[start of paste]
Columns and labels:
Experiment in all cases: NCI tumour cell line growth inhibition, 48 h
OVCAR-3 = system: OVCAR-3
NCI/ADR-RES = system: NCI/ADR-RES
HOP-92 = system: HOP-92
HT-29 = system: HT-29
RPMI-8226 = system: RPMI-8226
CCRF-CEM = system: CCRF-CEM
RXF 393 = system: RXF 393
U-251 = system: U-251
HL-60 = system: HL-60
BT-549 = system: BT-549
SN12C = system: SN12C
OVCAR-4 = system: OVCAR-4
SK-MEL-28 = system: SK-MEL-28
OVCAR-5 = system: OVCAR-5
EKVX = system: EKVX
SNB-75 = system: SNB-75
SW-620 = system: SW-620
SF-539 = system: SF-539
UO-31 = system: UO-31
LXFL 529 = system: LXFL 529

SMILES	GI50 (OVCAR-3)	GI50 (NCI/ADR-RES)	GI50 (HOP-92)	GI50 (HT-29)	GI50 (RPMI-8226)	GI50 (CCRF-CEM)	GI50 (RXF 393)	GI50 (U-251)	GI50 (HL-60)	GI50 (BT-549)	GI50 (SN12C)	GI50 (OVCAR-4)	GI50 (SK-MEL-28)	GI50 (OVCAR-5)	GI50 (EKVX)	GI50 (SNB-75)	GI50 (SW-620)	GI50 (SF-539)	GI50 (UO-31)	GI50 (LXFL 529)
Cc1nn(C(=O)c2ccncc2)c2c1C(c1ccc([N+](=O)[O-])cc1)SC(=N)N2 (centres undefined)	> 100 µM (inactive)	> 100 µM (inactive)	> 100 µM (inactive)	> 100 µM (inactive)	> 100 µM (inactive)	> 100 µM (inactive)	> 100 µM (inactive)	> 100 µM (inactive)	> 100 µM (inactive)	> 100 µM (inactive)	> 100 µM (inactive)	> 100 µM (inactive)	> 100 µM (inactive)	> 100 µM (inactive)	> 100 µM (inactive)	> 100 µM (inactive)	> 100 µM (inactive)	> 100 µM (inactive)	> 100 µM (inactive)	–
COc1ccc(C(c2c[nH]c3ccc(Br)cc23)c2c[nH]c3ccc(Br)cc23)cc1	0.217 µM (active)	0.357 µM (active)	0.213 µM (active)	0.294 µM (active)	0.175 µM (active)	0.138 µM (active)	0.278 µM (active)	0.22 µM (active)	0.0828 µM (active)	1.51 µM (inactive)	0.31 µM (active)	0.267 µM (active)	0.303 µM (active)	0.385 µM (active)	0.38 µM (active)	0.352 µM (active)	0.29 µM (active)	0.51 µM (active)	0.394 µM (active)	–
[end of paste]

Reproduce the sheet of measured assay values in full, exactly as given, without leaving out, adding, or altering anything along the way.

Columns and labels:
Experiment in all cases: NCI tumour cell line growth inhibition, 48 h
OVCAR-3 = system: OVCAR-3
NCI/ADR-RES = system: NCI/ADR-RES
HOP-92 = system: HOP-92
HT-29 = system: HT-29
RPMI-8226 = system: RPMI-8226
CCRF-CEM = system: CCRF-CEM
RXF 393 = system: RXF 393
U-251 = system: U-251
HL-60 = system: HL-60
BT-549 = system: BT-549
SN12C = system: SN12C
OVCAR-4 = system: OVCAR-4
SK-MEL-28 = system: SK-MEL-28
OVCAR-5 = system: OVCAR-5
EKVX = system: EKVX
SNB-75 = system: SNB-75
SW-620 = system: SW-620
SF-539 = system: SF-539
UO-31 = system: UO-31
LXFL 529 = system: LXFL 529

SMILES	GI50 (OVCAR-3)	GI50 (NCI/ADR-RES)	GI50 (HOP-92)	GI50 (HT-29)	GI50 (RPMI-8226)	GI50 (CCRF-CEM)	GI50 (RXF 393)	GI50 (U-251)	GI50 (HL-60)	GI50 (BT-549)	GI50 (SN12C)	GI50 (OVCAR-4)	GI50 (SK-MEL-28)	GI50 (OVCAR-5)	GI50 (EKVX)	GI50 (SNB-75)	GI50 (SW-620)	GI50 (SF-539)	GI50 (UO-31)	GI50 (LXFL 529)
Cc1nn(C(=O)c2ccncc2)c2c1C(c1ccc([N+](=O)[O-])cc1)SC(=N)N2 (centres undefined)	> 100 µM (inactive)	> 100 µM (inactive)	> 100 µM (inactive)	> 100 µM (inactive)	> 100 µM (inactive)	> 100 µM (inactive)	> 100 µM (inactive)	> 100 µM (inactive)	> 100 µM (inactive)	> 100 µM (inactive)	> 100 µM (inactive)	> 100 µM (inactive)	> 100 µM (inactive)	> 100 µM (inactive)	> 100 µM (inactive)	> 100 µM (inactive)	> 100 µM (inactive)	> 100 µM (inactive)	> 100 µM (inactive)	–
COc1ccc(C(c2c[nH]c3ccc(Br)cc23)c2c[nH]c3ccc(Br)cc23)cc1	0.217 µM (active)	0.357 µM (active)	0.213 µM (active)	0.294 µM (active)	0.175 µM (active)	0.138 µM (active)	0.278 µM (active)	0.22 µM (active)	0.0828 µM (active)	1.51 µM (inactive)	0.31 µM (active)	0.267 µM (active)	0.303 µM (active)	0.385 µM (active)	0.38 µM (active)	0.352 µM (active)	0.29 µM (active)	0.51 µM (active)	0.394 µM (active)	–